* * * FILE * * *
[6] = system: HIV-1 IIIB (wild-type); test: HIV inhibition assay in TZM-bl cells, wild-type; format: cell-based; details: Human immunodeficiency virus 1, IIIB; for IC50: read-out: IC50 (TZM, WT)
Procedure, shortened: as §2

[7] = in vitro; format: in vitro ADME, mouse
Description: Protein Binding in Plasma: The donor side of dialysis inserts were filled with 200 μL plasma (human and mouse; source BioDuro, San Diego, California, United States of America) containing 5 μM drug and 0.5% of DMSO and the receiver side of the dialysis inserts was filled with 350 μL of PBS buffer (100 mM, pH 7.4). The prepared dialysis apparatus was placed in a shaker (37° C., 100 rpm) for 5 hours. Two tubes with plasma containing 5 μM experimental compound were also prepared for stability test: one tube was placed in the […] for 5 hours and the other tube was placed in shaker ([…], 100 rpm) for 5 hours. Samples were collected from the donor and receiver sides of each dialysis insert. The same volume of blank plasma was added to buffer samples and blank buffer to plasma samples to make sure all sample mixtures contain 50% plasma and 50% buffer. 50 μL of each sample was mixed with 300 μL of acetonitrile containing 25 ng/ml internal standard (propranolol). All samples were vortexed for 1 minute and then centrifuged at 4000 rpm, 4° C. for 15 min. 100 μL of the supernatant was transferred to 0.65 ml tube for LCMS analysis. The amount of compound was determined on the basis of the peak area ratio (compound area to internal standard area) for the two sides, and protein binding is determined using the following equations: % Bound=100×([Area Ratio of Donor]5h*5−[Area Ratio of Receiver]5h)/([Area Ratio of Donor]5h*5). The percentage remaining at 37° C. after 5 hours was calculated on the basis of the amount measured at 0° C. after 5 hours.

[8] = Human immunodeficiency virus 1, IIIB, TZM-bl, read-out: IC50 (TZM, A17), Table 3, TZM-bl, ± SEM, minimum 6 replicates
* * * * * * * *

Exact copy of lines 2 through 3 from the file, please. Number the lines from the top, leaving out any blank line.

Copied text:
Procedure, shortened: as §2

[7] = in vitro; format: in vitro ADME, mouse